New data published today by HMRC shows that IHT receipts for April to July 2022 were £2.4 billion, which is £0.3 billion higher than the same period a year earlier.
Julia Rosenbloom, tax partner at Evelyn Partners, the leading integrated wealth management and professional services group created from the merger of Tilney and Smith & Williamson, comments:
“This latest reported year-on-year rise for IHT receipts follows HMRC’s recent bumper annual update showing the largest single-year rise in collections of the tax since the 2015/2016 tax year. It’s clear that as a result of frozen tax thresholds, combined with rising house prices, IHT now catches more than just the wealthiest families. Those with more modest finances should also give thought to their tax planning to help minimise the chances of being hit by a hefty IHT bill.
“Although some indicators have recently reported a drop in house prices for the first time this year, analysts have suggested this is seasonal as many home-owners head off on extended summer holidays and experts are still predicting we’ll end 2022 with property prices showing an annual uplift. Climbing house prices and the fact that the nil rate band and residence nil rate band have been frozen until at least April 2026 helps explain why more families are being pushed into the scope for IHT.
“Liz Truss, the favourite in the race to become the next prime minister, has made cutting taxes a prominent theme of her leadership campaign. However, it would be wrong to think that Truss and her Chancellor will cut taxes across the board if, as expected, she moves into Downing Street next month. Truss’s pledges to reverse the recent national insurance increase and the scheduled corporation taxes increases will be costly and given the pressures to commit spending to help ease the cost of living crisis, she will need to look elsewhere to shore up the Treasury’s finances. It’s not inconceivable that other taxes could be increased to help balance the books. Truss has pledged a ‘complete review of the tax system’ and confirmed that IHT would form part of that review, but what changes will be introduced is far from clear at this stage.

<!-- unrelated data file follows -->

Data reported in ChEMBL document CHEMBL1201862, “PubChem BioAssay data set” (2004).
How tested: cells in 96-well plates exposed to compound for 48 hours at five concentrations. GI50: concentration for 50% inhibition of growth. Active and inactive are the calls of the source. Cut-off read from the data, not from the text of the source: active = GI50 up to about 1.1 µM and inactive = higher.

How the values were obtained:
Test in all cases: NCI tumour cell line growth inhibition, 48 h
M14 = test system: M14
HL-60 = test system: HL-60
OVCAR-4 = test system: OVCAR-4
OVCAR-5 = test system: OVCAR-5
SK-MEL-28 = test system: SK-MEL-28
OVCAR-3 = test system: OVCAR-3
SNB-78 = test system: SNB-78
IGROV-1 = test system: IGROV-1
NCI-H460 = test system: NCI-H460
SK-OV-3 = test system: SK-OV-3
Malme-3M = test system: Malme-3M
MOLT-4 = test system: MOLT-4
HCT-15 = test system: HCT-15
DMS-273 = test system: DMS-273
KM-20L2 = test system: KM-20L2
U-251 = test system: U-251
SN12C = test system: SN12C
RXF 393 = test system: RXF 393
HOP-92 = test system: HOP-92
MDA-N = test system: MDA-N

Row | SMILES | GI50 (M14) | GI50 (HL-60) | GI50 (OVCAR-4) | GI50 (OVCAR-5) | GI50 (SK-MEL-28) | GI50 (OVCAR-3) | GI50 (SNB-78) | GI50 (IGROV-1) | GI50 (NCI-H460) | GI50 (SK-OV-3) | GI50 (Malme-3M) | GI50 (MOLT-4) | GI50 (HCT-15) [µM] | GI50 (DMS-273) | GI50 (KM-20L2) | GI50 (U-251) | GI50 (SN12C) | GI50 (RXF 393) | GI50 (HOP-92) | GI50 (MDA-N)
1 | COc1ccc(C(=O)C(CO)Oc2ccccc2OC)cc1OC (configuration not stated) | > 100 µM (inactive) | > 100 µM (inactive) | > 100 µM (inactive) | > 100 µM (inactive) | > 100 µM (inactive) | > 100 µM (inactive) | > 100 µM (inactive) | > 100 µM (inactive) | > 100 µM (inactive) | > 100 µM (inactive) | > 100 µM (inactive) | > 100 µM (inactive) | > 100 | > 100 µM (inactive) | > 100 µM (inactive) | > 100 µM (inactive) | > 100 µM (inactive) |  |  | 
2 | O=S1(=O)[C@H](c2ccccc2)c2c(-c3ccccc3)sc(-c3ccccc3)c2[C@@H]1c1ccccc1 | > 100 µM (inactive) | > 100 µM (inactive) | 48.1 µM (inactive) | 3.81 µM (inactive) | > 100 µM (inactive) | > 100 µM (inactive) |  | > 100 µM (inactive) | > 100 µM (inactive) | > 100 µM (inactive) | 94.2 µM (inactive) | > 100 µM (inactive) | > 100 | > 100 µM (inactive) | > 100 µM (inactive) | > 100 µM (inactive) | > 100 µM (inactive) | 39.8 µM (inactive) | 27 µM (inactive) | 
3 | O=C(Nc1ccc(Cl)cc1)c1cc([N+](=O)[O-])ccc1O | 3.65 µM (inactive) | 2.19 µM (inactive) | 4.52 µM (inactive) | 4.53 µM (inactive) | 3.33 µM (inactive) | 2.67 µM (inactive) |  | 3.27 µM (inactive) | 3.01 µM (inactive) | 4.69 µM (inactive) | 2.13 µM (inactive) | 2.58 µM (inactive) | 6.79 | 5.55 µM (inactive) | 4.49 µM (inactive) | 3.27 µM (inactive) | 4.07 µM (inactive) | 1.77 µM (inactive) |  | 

“Against this uncertain backdrop, families could end up paying more tax than they need to if they don’t regularly review their tax planning and take a close look at the allowances available to them. By considering tax planning strategies such as making gifts to family members or investing tax-efficiently there are a number of legitimate ways families may be able to reduce or eliminate their IHT bills.”